At some point, she started listening to the man who still held her wrapped to him. And then she stiffened. It finally got through to her panic-filled brain that she knew that voice. He must have felt the change because he loosened his grip on her but remained with his arms around her. She still had not looked at him, but now she pulled her head back and slowly allowed her eyes to travel from his chest up the neck that really needed a shave to a chin that had dark stubble on it to eyes of forest green. There he was…the man she had loved for so long. Everything suddenly blurred and slowed as if the whole incident had been a dream leading her up to this precise moment in time.

All she could do was stare at him; perhaps her mouth fell open just a bit. He looked down at Sarah with a smile on those gorgeous lips. When she said nothing, his smile slowly disappeared. A small frown pulled the lines of his forehead together. He didn’t understand her reaction to him.

Where’s all the air? I can’t breathe! Sarah tried sucking in much needed air to speak…say anything. To thank this man she knew so well yet didn’t. What a contradiction. How would she even be able to breathe again after being in his arms? How would she ever live after stepping out of his arms?

Thankfully, a voice calling her from across the bar spared her attempt to make sense of her confused thinking. That sound broke the trance she had fallen in to.

“Sarah? Sweetheart, are you okay?” Sharon made her way through the remaining mess to stand next to the couple. Harvey followed close behind. “Dear, what happened?”

“An old-fashioned barroom fight, Sharon.” If Sarah’s smile sat a bit crooked on her face and her light laughter seemed a bit strained, that should have explained her pale face. “That’s what happened. But I’m all right. Really.” She added that because Sharon looked skeptical, her brows raised, one brow cocked up, her own complexion going a shade lighter.

“Are you sure, dear?” Sharon stepped up to Sarah and put her arms around her before pulling back to give her face a good long examination.

“Absolutely. I had protection.”

Sharon spoke just as Sarah said protection, so the older woman missed that intriguing comment.

“Harvey and I were just coming to find you and tell you we met some friends from the States who invited us up for the weekend, but we don’t want to leave you alone if something like this is going to happen.” Sharon wrung her hands together, as her eyes shot left then right, checking that no one lay bloodied on the floor. “Normally us going in different directions isn’t a problem. Now I’m not sure we should go. You really need protection, my dear.”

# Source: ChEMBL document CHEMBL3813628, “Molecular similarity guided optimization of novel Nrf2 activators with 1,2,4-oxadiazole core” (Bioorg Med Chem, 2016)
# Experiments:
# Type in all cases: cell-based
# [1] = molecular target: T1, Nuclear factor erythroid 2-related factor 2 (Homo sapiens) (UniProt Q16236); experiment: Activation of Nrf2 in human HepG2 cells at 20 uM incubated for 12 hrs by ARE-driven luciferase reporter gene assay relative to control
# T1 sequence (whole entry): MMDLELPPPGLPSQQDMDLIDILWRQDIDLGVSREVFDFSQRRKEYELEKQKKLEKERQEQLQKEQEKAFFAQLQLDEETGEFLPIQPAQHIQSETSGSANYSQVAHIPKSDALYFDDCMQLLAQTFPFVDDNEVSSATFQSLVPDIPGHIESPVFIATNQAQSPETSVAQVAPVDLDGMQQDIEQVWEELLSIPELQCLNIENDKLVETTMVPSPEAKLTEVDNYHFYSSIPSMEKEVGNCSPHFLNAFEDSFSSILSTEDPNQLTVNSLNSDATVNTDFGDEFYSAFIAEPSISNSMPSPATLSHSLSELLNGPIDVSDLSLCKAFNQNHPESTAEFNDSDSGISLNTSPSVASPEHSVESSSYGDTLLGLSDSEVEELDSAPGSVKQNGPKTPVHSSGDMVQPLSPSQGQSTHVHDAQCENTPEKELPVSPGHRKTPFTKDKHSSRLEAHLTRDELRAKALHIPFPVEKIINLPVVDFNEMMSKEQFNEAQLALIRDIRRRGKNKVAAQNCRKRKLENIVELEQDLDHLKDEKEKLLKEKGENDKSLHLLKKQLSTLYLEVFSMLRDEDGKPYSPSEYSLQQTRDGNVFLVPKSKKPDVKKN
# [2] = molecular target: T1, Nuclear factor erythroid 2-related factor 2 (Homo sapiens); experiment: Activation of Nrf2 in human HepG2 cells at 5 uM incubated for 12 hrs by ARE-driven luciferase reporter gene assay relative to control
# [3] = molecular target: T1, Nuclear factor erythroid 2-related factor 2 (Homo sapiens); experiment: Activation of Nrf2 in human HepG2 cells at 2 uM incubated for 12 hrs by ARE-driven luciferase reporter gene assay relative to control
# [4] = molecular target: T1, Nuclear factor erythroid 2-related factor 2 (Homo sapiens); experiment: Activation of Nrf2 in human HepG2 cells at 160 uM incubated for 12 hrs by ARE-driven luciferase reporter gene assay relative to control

“I’ll take care of her.” The deep voice came from Sarah’s side. She forgot that her guardian still held her in an embrace against his side. Did he just offer to stay with her while the Bannermans visited friends? She wasn’t sure which emotion held her hardest: the thrill of the offer to spend a weekend with a man she’d admired for years—and maybe had a crush on—or the shock of his offer. While she knew all about this man, at least professionally, he knew nothing about her, professionally or otherwise.

Though Sharon might not have noticed the handsome man who held Sarah, Harvey had. “Sir, it seems you took care of Sarah while a tornado tore this bar apart,” he laughed, “but we don’t even know you.”

At that, Sarah came out of her daze and shook her head, knowing she could make introductions. Explanations to this man would have to wait until formalities were taken care of.

“I’m sorry. Sharon and Harvey Bannerman, this is Reagan Conley. Reagan, Sharon, Harvey and I, as well as another couple, are traveling together through this part of Australia. When we want to go our separate ways, we just let each other know and head off.” Sarah smiled at the older couple but was afraid to look up at Reagan.

She could tell by the way he clutched her waist when she spoke that he was full of questions. How in the world did she know him? That had to be what he was thinking. It was so blatantly obvious to her that it was a wonder the Bannermans didn’t ask him what was wrong. Of course, they knew some things that he didn’ Sarah’s lifelong love of his photography. Maybe they weren’t quite as aware of her love of him as a man, though she suspected Harvey knew.

Reagan Conley let go of Sarah long enough to shake Harvey’s hand and again offered to look after her over the weekend while they visited up country. With what appeared to be easy acceptance, the husband and wife thanked him. They each kissed Sarah on the cheek, told her they’d see her Monday morning and then they made their way out of the bar…all within five minutes of that earth-shattering fist fight.

So there they stood...still locked in an embrace. Sarah felt foolish, embarrassed. She owed him an explanation. But it really was impossible to think when the smell of warm skin, mild cologne and man floated around her. What a heady combination of aromas.

“You want to tell me what that was all about?” Reagan asked with a laugh in his voice. If Sarah lived to be a hundred, she would always be thankful that he didn’t get mad at her for what she had just put him through. It only made her love him more if that was possible.

“I owe you a big explanation, don’t I?” she asked as she examined his chest closely. She had trouble meeting his eyes.